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Kathleen Mellor

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  1. It sounds as though you may have given the section 21 notice too early, or it is invalid in some other way which is why the council is saying you need to serve it again. Tim’s advice is sound in my opinion. Serve a section 8 notice, and a new section 21 (belt and braces) & try and negotiate with the tenant to leave voluntarily using the leverage Tim mentioned. If the tenant agrees to leave early make sure you get a signed and witnessed Deed of Surrender for the property (again belt & braces) to show the tenancy was legally ended. That will make any court action quicker and
  2. This came directly verbatum from the TDS website, so should put your mind at rest: When does the prescribed information need to be re-issued? There are four situations in which a landlord/agent should reissue the prescribed information. Change of tenant (For example if one tenant moves out and is replaced) Change of landlord (For example if the landlord sells the property to another landlord) Change of scheme (For example if you were leaving the Insured scheme to join the Custodial scheme) Change of tenancy address (For example if the agent or landlord h
  3. The agent was acting on your behalf, so by the agent issuing the PI it is the same as you issuing it! You have signed proof of receipt by the tenant. The only snag could be if you have since renewed the tenancy with a new fixed term. If not and the tenancy has simply become a monthly periodic tenancy there is no requirement to reissue the PI. The tenant may be confused by the fact that they may have received a notification of the deposit moving to your personal account, from the agents account, however there has been no change of landlord and no new tenancy created and therefore there is no
  4. I've never done this myself, so hands up, it's not something I know much about, but in truth this would make me nervous. Where would you stand if the agent had control of your property, had it full of tenants you knew nothing about and had no input or decision making power over in terms of their suitability and you stopped receiving payment from the agent to boot. Not an unheard of outcome in rent to rent. As others have said, the agent is obviously pretty confident he can make a profit out of this or he wouldn't take it on. How is he proposing to do this? Emergency accommodation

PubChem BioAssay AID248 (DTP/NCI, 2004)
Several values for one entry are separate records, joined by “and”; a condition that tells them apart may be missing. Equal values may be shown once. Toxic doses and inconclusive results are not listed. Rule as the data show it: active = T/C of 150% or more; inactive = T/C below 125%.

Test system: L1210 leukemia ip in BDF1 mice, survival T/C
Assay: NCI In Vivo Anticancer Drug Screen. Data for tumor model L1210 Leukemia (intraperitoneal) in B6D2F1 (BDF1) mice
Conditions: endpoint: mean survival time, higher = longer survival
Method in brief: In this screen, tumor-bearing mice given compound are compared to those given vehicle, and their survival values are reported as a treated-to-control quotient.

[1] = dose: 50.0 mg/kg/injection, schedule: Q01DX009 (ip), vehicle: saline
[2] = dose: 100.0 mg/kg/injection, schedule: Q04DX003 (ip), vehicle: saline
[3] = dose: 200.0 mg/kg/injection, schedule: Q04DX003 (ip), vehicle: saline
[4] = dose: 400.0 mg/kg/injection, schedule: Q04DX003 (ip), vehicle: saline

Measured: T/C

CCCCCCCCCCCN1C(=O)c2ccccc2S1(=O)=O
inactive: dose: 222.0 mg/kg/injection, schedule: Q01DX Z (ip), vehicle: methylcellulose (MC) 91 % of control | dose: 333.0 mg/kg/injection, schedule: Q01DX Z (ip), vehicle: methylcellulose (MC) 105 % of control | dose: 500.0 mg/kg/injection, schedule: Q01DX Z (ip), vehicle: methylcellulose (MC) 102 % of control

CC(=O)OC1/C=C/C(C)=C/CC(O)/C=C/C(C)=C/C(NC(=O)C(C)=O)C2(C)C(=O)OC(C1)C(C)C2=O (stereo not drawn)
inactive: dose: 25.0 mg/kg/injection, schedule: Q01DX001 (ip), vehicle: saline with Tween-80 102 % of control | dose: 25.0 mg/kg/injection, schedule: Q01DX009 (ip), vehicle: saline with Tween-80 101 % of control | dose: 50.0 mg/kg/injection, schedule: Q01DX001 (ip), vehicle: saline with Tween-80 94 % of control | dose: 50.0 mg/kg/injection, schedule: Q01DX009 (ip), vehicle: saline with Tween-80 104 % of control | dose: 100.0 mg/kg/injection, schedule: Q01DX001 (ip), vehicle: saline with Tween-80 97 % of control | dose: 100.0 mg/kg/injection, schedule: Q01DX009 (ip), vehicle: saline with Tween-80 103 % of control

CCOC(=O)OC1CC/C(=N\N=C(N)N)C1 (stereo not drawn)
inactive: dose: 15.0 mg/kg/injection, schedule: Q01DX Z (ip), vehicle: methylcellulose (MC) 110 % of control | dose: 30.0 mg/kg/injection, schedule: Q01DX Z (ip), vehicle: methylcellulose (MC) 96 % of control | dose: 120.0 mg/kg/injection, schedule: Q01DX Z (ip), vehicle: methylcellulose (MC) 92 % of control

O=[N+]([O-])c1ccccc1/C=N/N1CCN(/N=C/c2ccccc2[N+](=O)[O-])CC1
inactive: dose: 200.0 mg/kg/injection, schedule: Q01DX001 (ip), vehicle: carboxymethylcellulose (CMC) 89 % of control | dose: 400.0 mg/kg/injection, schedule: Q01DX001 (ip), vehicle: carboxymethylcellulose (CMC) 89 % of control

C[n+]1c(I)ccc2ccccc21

5. I completely agree with you Dave! This is an entirely new tenancy and firstly it is a legal requirement that the deposit be re-protected and prescribed information etc be reserved. If no signed inventory and photographs of the condition on the commencement of this specific tenancy exist it will be impossible for you to make any claims against the protected deposit to compensate you for any damage. In the event that the Lead Tenant does not agree to any claimed deductions you will have literally no recourse other than for rent arrears. Kate
  6. Gosh Joe, you've certainly had a baptism of fire there! One thing to bear in mind is that many of the legal requirements for residential letting are the legal responsibility of the landlord, regardless of whether or not you are paying an agent to take care of these things for you. So, it is really important to not only have a highly competent agent, but to do your homework and learn about the legal requirements yourself also. An added bonus of this is it will help you to differentiate between a good agent and a bad one. I would advise you to enroll in a Principals o
  7. Hi Christiana, as you can see from Obsessed Members reply this is a complex area and in order to give specific, useful advice we could really do with some more details about your tenancy. When did the tenancy commence (before or after October 2015)? Have the tenants breached their tenancy agreement and if so in which ways? If they are in rent arrears, how many months in arrears are they? Have you taken any action up to now, or are you still at the research stage? Kate
  8. Hi Andy, What an infuriating situation. It could be worth your son consulting a solicitor prepared to act on a 'no win, no fee basis', or if he had legal insurance on his contents policy at the time this occurred it would likely cover any legal costs, (it's usually a cheap add-on to home insurance). There could, depending on the ins and outs of the situation, be a claim for damages (ie the reasonable out of pocket expenses incurred by the last minute postponement of the sale). The solicitor can both assess whether there is a legal basis for a claim and who it should
  9. Hi Justin, I can't see that anyone else has replied to this question, although you have probably already found the answer by now. If not, I believe that the defendant now has 28 days to pay you for the debt before the CCJ is registered against them. If no payment is made you have the option to enforce the judgement in a number of ways. In the case you describe I believe you would be looking at applying for a Third Party Debt order. The court will make an order for the TDS to pay the deposit money directly to you. This link http://www.aboutsmallclaims.co.uk/county-co
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